Trashigang grapples with high fallowing of land

Fallowing of land has become a major concern in Trashigang.

According to recent records from the dzongkhag agriculture office, of the total 21,529.6 acres of dry land in the dzongkhag, about 7,015.78 acres have been left fallow. About 483.34 acres of 4,104 acres wetland remain uncultivated.

The difficult terrain, shortage of farmhands due to emptying of households and human-wildlife conflicts, among others, are some the commonly cited reasons for the increasing fallowing of land.

Between 2015 and 2016, a total of 983 goongtong cases were recorded in the dzongkhag; Bartsham had the highest (150), followed by Phongmey (126).

The problem of fallowing of land has become so common that even in Radhi, the rice bowl of the east, fields are left uncultivated. Some 1,964.9 acres of land (wet and dry lands) remains fallow in the gewog today.

Radhi gup Kulung, however, said that the figures of acreage left fallow in the gewog could not be true. “We need to conduct a survey to find the actual figure.”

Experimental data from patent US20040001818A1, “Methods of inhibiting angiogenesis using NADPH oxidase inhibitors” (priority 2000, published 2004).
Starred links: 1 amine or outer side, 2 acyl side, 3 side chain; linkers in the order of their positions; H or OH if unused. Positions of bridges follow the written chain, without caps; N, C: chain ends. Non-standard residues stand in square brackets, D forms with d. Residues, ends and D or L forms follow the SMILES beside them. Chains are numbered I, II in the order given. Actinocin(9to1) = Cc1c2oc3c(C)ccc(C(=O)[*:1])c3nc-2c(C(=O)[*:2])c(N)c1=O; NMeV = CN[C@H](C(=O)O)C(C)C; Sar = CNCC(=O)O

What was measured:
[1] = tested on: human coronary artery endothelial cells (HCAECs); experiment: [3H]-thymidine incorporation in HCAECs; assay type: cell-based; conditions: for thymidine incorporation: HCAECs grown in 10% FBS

Dzongkhag agriculture officer, D C Bhandari, said that lack of adequate irrigation channels in Radhi is one of the major factors leading to the fallowing of land. Irrigation water, he said, is usually tapped from small streams that are mostly not perennial.

“Irrigation is dependent mostly on monsoon. If there is timely rainfall, there is scope to cultivate,” said D C Bhandari. “Moreover, irrigation channels are damaged by slides during monsoon.”

But there is good news. The agriculture ministry and JICA are planning to construct a new irrigation channel in Radhi to address the issues. Feasibility studies have been completed and the dzongkhag administration is awaiting the approval from the ministry.

Water will be drawn from Yudiri, a river between Radhi and Phongmey.

“Once the irrigation channel is in place, water shortage in Radhi will be solved,” said D C Bhandari.

Fallowing of land is a concern for the dzongkhag administration, said D C Bhandari. “But we think the number is decreasing, not drastically but we are observing a gradual drop.”

As a measure to reduce fallowing of land due to human-wildlife conflict, farmers are provided with electric fencing. Officials, however, say that most of the farmers are not wiling to take the ownership of the fencing.

The dzongkhag’s agriculture office is also encouraging dropout and unemployed youth to take up farming and make use of the fallow lands.

The response from the young, however, has been lukewarm.

Younten Tshedup |  Trashigang

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